For instance, the Reserve Bank of India maintains a US dollar reserve to ensure stability in the dollar rupee exchange rate. When the demand for the US dollar rises, the dollar value appreciates with respect to the rupee. In response to this, RBI would inject US dollars into the market from its reserve to meet the demands and thus bring down the rising value of the dollar currency.
But overall, it is the demand of a particular country that sets its value.
Expert economics expects the volatility in the value of the rupee to remain high. The Reserve Bank of India (RBI) intervened to prevent the sharp moves in the rupee by selling dollars via state-run banks. Up to $1.5 billion have been estimated to be sold in the spot market to curb the volatility soon after the rupee hit its lowest level.
Several factors are at play for why USD to INR is increasing today. Discussed following are the major factors causing the depreciation of the rupee against the USD.
Global crude oil prices soared to $139 a barrel, more than 6%, reaching their highest since the 2008 global financial crisis on March 7 after the United States and European allies considered a Russian oil import ban.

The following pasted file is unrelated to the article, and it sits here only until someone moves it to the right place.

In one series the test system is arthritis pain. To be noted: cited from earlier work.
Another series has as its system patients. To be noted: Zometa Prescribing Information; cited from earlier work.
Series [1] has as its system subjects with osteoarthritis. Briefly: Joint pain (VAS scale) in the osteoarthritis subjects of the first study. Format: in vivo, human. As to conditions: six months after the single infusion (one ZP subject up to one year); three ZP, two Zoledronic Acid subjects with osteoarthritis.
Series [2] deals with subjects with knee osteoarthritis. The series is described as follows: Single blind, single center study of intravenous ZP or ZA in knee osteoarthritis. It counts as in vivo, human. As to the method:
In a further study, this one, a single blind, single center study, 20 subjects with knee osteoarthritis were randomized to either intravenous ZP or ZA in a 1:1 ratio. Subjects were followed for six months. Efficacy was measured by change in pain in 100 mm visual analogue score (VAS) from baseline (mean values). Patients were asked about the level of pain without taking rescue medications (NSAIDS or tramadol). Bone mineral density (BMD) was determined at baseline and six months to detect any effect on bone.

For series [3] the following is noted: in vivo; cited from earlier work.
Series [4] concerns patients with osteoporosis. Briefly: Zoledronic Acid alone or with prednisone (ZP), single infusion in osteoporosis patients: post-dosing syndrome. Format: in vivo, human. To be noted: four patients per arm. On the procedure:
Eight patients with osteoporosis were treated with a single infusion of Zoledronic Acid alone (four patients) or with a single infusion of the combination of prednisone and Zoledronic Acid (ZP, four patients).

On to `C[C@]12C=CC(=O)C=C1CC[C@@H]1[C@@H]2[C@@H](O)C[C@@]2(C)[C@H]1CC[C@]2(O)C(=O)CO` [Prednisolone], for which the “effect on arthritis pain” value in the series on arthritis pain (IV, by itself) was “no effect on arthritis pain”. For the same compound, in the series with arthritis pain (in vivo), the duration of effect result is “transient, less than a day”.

India is the world's third-largest importer of crude oil, importing close to 80% of its fuel requirements. This means INR is very sensitive to rising oil prices. It can potentially skyrocket India's import bills and thus a widening current account deficit. A higher current account deficit means a weakened rupee which further increases inflationary expectations prompting foreign investors to sell more Indian assets.
The local equities plummeted by over 2.5%, about $1 billion on March 7. In the first three months of the calendar year, overseas investors withdrew a net of $12.3 billion in local investments, including debt and equities. According to the National Securities Depository Ltd, about $8.5 billion went out in February and the 1st week of March.
The slower portfolio flows could also put pressure on the balance of payments.
Separately, the uncertainty over the initial share sale of India's largest state-run insurer Life Insurance Corporation of India, worsens the fall in the investment in Indian equities. Analysts estimated that if the sale had occurred, it would have raked in $5 billion-$ 6 billion of foreign investments, supporting the rupee.
Geopolitical issues between Russia and Ukraine seem to be far from over, leading to a stronger dollar index and pushing crude oil prices even higher. This will greatly impact India's fiscal math.
In the aftermath of the Ukraine crisis, all emerging market currencies are set to lose against the dollar and the pound/euro as global investors seek the safety of dollar-backed assets. With forex reserves at $631.53 billion by early March, traders feel it has enough strength to forestall a much sharper fall in the currency. However, the increasing pressure on the rupee has the potential to upset India's fiscal math, but it is expected to calm down, as per expert currency analysts. We will have to keep an eye on the dollar rupee exchange rate and if the rupee continues to fall amid global crisis.